Industrial output rose 3.6% in 2022 over the previous year, while retail sales slightly shrank by 0.2% data show that fixed-asset investment increased 5.1% over 2021, with a 9.1% hike in manufacturing investment but a 10% fall in property investment.

China created 12.06 million new jobs in urban regions throughout the year, surpassing its annual target of 11 million, and officials have stressed the importance of continuing an employment-first policy in 2023.

Meanwhile, China tourism market is a step closer to robust recovery. Tourism operators are in high spirits because the market saw a good chance of a robust recovery during the Spring Festival holiday amid relaxed COVID-19 travel policies.

On January 27, the last day of the seven-day break, the Ministry of Culture and Tourism published an encouraging performance report of the tourism market. It said that domestic destinations and attractions received 308 million visits, up 23.1% year-on-year. The number is roughly 88.6% of that in 2019, they year before the pandemic hit.

According to the report, tourism-related revenue generated during the seven-day period was about 375.8 billion yuan ($55.41 billion), a year-on-year rise of 30%. The revenue was about 73% of that in 2019, the Ministry said.

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Jewellery manufacturing plant to create over 100 jobs

30th January 2023

The state of the art jewellery manufacturing plant that has been set up by international diamond and cutting company, KGK Diamonds Botswana will create over 100 jobs, of which 89 percent will be localized.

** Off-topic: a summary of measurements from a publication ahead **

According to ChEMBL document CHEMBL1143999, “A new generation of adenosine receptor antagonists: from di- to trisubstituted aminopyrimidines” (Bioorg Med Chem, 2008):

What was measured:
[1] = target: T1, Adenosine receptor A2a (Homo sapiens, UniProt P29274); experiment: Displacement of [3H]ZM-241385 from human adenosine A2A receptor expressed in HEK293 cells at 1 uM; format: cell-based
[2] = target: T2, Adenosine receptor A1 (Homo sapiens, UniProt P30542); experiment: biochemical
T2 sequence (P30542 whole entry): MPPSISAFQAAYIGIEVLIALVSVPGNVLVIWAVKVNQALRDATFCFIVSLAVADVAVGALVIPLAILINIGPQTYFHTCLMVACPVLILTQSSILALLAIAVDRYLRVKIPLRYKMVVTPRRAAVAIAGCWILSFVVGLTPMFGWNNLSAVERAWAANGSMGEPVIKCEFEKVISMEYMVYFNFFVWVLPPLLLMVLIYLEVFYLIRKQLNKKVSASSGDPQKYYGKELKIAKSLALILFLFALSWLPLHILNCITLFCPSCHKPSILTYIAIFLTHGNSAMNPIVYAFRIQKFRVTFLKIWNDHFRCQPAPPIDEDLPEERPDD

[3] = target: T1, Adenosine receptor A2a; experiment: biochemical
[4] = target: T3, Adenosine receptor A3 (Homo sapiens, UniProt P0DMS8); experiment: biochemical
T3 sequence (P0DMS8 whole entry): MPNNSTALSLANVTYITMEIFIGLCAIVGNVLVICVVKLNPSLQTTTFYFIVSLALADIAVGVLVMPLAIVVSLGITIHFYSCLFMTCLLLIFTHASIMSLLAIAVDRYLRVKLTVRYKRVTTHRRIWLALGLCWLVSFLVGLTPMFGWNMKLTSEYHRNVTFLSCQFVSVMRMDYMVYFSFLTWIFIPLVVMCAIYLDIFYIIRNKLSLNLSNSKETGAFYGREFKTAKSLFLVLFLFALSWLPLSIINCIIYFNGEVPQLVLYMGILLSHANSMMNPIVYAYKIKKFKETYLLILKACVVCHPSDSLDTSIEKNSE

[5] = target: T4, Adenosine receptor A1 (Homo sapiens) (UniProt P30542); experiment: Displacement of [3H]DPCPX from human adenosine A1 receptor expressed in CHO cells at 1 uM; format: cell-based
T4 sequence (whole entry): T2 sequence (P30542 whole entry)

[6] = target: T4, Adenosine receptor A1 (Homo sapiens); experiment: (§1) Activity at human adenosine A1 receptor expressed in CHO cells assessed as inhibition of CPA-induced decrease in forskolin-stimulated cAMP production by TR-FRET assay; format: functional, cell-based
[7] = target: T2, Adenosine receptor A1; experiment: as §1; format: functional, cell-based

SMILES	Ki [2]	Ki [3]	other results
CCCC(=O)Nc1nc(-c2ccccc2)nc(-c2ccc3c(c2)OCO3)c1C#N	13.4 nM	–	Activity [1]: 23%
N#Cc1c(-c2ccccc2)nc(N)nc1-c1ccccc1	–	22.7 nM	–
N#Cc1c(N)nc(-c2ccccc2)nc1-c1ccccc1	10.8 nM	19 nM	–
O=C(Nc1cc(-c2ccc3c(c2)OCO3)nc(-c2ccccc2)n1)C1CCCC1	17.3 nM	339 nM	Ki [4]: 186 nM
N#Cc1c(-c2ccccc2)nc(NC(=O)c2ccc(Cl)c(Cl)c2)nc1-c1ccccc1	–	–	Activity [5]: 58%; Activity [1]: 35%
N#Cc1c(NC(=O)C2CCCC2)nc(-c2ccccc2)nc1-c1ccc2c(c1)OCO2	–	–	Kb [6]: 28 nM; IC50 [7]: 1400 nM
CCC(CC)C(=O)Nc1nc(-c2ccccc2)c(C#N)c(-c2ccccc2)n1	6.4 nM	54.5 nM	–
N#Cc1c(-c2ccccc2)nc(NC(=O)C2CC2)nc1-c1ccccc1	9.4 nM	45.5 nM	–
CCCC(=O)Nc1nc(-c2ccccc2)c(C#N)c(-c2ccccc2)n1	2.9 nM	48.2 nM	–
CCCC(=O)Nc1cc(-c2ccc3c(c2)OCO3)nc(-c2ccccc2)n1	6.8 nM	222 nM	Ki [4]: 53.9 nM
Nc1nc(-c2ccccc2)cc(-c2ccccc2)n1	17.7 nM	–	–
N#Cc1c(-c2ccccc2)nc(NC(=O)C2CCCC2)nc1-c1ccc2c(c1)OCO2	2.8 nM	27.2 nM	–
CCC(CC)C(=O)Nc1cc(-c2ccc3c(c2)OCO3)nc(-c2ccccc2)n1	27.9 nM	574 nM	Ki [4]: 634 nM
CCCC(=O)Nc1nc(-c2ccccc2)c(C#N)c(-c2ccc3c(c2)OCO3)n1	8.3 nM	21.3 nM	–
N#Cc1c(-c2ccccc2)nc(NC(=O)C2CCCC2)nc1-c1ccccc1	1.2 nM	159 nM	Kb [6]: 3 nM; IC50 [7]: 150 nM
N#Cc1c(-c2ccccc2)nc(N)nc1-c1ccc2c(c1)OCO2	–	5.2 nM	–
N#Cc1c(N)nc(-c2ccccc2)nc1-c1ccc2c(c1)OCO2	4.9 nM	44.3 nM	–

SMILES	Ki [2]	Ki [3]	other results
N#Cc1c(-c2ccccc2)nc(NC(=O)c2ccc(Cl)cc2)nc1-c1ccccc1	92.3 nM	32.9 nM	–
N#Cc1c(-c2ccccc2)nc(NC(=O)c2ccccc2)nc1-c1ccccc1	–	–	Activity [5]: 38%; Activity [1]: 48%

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Investors inject capital into Tsodilo Resources Company

25th January 2023

Local diamond and metal exploration company Tsodilo Resources Limited has negotiated a non-brokered private placement of 2,200, 914 units of the company at a price per unit of 0.20 US Dollars, which will provide gross proceeds to the company in the amount of C$440, 188. 20.

According to a statement from the group, proceeds from the private placement will be used for the betterment of the Xaudum iron formation project in Botswana and general corporate purposes.

The statement says every unit of the company will consist of a common share in the capital of the company and one Common Share purchase warrant of the company.

Each warrant will enable a holder to make a single purchase for the period of 24 months at an amount of $0.20. As per regularity requirements, the group indicates that the common shares and warrants will be subject to a four month plus a day hold period from date of closure.

Tsodilo is exempt from the formal valuation and minority shareholder approval requirements. This is for the reason that the fair market value of the private placement, insofar as it involves the director, is not more than 25% of the company’s market capitalization.

Tsodilo Resources Limited is an international diamond and metals exploration company engaged in the search for economic diamond and metal deposits at its Bosoto Limited and Gcwihaba Resources projects in Botswana.  The company has a 100% stake in Bosoto which holds the BK16 kimberlite project in the Orapa Kimberlite Field (OKF) in Botswana.